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Empty playbook

Security in cyber domain is considered as an integral part of National and Alliances´ security nowadays. Today, more than 100 of the world’s militaries have some sort of organization in place for cyberwarfare and over 40 countries worldwide have published their National Cyber Strategy. Cyber threats are also prioritized in many countries´ national threat assessments. For example the latest worldwide threat assessment of the US Intelligence Community states that cyber threats to US national and economic security are increasing in frequency, scale, sophistication, and severity of impact, and Security Strategy of the Czech Republic emphasizes how cyber attacks can cause particular failures of communication, energy and transport networks, transport processes and industrial and financial systems, resulting in considerable material damage. In short, the danger of disruptive and even destructive cyber-attack is estimated to be grown.

The debate on both the impacts of cyber attacks and how to response to attacks is active but precedents are missing. Strategies and political speeches are always (at least partially) declaratory and vague by nature, and beyond these declarations the practical reality of cyber security as a matter of national security issue is difficult. Obtaining reliable attribution is one of the most frustrating aspects of cyber, deterrence is hard to establish, and because there are no international treaties or norms about how to use digital weapons, there are no rules about how to fight cyber conflict. Also defensive, intelligence or offensive cyber capabilities are difficult to assess, because governments are holding their abilities very secret, and cyber capabilities cannot be calculated in the same way as tanks or fighter planes.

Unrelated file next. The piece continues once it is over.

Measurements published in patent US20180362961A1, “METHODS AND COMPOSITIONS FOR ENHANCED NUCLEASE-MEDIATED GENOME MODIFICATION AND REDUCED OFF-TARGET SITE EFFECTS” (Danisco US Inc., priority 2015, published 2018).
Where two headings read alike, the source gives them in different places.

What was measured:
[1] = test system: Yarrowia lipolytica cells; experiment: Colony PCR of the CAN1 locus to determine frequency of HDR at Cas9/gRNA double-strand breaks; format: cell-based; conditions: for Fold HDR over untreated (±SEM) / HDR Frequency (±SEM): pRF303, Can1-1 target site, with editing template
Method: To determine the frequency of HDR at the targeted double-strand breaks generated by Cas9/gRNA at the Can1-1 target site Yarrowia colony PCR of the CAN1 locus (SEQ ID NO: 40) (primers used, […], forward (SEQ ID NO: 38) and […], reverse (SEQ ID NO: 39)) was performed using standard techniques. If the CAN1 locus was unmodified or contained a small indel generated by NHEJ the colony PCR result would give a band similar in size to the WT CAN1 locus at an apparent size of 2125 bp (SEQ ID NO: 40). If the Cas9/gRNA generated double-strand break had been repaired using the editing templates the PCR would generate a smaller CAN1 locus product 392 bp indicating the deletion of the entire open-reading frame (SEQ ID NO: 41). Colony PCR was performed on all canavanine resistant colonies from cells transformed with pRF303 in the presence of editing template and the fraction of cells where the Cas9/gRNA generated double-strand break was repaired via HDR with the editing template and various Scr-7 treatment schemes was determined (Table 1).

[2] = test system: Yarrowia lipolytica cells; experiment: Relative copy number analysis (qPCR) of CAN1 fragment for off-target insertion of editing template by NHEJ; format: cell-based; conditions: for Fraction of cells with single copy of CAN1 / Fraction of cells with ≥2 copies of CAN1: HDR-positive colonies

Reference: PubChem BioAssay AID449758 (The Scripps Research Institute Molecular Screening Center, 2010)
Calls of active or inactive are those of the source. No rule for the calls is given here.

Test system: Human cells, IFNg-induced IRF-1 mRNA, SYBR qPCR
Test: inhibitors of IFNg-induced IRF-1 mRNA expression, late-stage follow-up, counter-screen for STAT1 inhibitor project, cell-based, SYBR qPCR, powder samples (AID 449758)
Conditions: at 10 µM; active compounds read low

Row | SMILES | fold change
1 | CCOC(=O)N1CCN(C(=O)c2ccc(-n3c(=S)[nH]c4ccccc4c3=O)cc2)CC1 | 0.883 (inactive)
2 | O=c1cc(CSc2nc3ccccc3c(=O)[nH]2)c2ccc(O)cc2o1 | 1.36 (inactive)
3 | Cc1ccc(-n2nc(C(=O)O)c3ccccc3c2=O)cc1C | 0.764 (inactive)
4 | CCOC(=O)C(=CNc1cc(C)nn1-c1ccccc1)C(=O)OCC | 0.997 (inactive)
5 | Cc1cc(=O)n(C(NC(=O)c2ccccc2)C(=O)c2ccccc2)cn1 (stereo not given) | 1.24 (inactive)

The Sony Pictures Entertainment case indicated well how it is difficult to even decide if cyber attack should have been called “cyber vandalism”, “act of war” or “cyber terrorism.” It has to be also kept in mind that we are already living in so digital dependent world that a technical glitch can halt trading in New York Stock Exchange and force all flights of the United Airlines to be grounded – on the same day. It is not only the question of national security and how governments should protect private companies, but also how attacked companies are able to deal with cyber attacks. CEO of the Sony Picture Entertainment Michael Lynton has summarized the current challenge well: "There's no playbook for this, so you are in essence trying to look at the situation as it unfolds and make decisions without being able to refer to a lot of experiences you've had in the past or other peoples' experiences. You're on completely new ground."